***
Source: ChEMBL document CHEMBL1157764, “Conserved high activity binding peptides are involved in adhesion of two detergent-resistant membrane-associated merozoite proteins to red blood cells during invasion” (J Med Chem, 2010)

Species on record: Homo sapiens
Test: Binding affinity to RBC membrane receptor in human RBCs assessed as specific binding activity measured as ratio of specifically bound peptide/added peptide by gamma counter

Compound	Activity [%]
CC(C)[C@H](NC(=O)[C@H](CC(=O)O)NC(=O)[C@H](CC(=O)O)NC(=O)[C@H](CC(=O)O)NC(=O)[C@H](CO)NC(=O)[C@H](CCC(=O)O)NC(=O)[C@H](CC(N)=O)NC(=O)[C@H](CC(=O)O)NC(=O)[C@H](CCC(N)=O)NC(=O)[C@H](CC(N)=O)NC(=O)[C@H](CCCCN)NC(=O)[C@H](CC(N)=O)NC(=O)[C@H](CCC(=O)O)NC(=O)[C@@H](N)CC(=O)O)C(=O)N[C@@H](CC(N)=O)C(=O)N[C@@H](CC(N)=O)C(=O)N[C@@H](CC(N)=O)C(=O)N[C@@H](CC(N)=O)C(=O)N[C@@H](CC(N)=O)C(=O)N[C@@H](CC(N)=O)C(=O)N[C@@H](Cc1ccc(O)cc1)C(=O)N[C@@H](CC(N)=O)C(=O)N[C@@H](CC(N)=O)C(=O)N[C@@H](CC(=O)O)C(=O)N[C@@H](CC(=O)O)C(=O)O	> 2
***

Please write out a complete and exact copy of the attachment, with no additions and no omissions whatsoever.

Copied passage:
Source: ChEMBL document CHEMBL1157764, “Conserved high activity binding peptides are involved in adhesion of two detergent-resistant membrane-associated merozoite proteins to red blood cells during invasion” (J Med Chem, 2010)

Species on record: Homo sapiens
Test: Binding affinity to RBC membrane receptor in human RBCs assessed as specific binding activity measured as ratio of specifically bound peptide/added peptide by gamma counter

Compound	Activity [%]
CC(C)[C@H](NC(=O)[C@H](CC(=O)O)NC(=O)[C@H](CC(=O)O)NC(=O)[C@H](CC(=O)O)NC(=O)[C@H](CO)NC(=O)[C@H](CCC(=O)O)NC(=O)[C@H](CC(N)=O)NC(=O)[C@H](CC(=O)O)NC(=O)[C@H](CCC(N)=O)NC(=O)[C@H](CC(N)=O)NC(=O)[C@H](CCCCN)NC(=O)[C@H](CC(N)=O)NC(=O)[C@H](CCC(=O)O)NC(=O)[C@@H](N)CC(=O)O)C(=O)N[C@@H](CC(N)=O)C(=O)N[C@@H](CC(N)=O)C(=O)N[C@@H](CC(N)=O)C(=O)N[C@@H](CC(N)=O)C(=O)N[C@@H](CC(N)=O)C(=O)N[C@@H](CC(N)=O)C(=O)N[C@@H](Cc1ccc(O)cc1)C(=O)N[C@@H](CC(N)=O)C(=O)N[C@@H](CC(N)=O)C(=O)N[C@@H](CC(=O)O)C(=O)N[C@@H](CC(=O)O)C(=O)O	> 2